The Not So Powerful President

Divine, untouchable, godly, the polar opposite description for the President of the United States. From the introduction of their inauguration speech, till the moment a different politician earns at least two hundred and seventy of the five hundred and thirty-eight electoral college votes. The President is viewed in the eyes of the American public as an indestructible ultra human. One who contains supernatural capabilities that can turn any policy, bill, or piece of legislation into law with merely one flick of their magic wand. However, the fact of the matter is that the President does not own a magic wand. The President does not own a magic sword. The President does not even own a magic spoon. The only tools that the President is equipped with are the ones provided by the constitution. Duties such as Chief Executive, Chief Legislator, Chief of State, and Commander in Chief, though flashy sounding, nowhere close to godlike. In fact, the Constitution also limits the abilities of the President severely. Despite how the President is depicted in today’s era, the system of checks and balances described in the Constitution restrains America’s leader from wielding monarch like powers and requires him or her to seek ratification from the Legislative Branch, Judicial Branch, and public opinion in order act upon their beliefs.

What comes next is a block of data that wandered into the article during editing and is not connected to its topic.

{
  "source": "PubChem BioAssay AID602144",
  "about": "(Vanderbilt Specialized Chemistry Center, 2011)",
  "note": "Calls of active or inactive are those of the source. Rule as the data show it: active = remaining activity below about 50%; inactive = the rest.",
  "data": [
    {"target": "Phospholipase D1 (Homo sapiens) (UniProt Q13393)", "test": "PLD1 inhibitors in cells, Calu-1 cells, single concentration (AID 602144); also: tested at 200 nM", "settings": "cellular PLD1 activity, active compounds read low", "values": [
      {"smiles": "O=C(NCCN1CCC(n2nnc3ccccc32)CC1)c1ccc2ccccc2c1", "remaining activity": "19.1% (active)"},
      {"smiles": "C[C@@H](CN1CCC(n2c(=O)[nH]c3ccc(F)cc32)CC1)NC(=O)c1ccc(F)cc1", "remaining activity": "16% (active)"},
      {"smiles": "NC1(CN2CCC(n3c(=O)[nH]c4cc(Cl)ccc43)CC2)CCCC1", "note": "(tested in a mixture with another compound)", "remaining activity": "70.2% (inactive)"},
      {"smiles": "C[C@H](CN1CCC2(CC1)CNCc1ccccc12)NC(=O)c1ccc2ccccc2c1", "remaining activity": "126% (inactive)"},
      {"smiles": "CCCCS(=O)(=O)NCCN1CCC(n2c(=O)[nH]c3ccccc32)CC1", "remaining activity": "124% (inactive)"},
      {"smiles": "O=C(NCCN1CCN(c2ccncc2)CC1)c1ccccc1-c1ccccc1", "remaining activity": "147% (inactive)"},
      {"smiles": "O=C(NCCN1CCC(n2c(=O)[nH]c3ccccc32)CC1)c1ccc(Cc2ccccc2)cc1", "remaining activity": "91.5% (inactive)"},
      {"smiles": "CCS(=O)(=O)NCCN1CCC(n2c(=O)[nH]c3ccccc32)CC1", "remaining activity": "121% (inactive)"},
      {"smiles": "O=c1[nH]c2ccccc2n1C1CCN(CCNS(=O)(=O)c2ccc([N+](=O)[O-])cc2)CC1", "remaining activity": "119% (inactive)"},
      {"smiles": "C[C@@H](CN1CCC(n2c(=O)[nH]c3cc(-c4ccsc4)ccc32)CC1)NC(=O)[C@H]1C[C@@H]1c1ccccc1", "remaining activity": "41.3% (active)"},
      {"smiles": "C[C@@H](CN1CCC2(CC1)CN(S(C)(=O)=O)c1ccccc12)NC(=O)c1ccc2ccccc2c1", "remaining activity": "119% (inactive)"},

Given the numerous Presidential restrictions, the Constitution does grant America’s leader several powers such as Chief Legislator, Commander in Chief, and Chief of State. According to the Constitution, the duty of Chief Legislator is to “Give to the Congress information of the State of the Union, and recommend to their consideration such measures as he shall judge necessary and expedient” (Article II, Section 3). For example, when current president Barack Obama presents his yearly State of the Union address speech, he is exercising his abilities as Chief Legislator. As Commander in Chief, the President is given the privilege to lead the Army and Navy (Article II, Section 2). Though the President cannot actually declare war on another nation, he or she is granted the power to generate a plan for the military. For example, in the 1991 Gulf War, George H. W. Bush mandated. a cease-fire after 100 hours of fighting (Dye, pg. 453). Finally, as Chief of State, the President can grant pardons and appoint Supreme Court judges (Article II, Section 2). For instance, President Gerald Ford pardoned Richard Nixon of all committed crimes and accusations during the famous Watergate scandal (Dye, pg. 427). As for Supreme Court nominations, Barack Obama is currently waiting for the Senate’s approval on his pick Merrick Garland. It is clear that the power of the President is limited by the rules and guidelines dictated in America’s Constitution.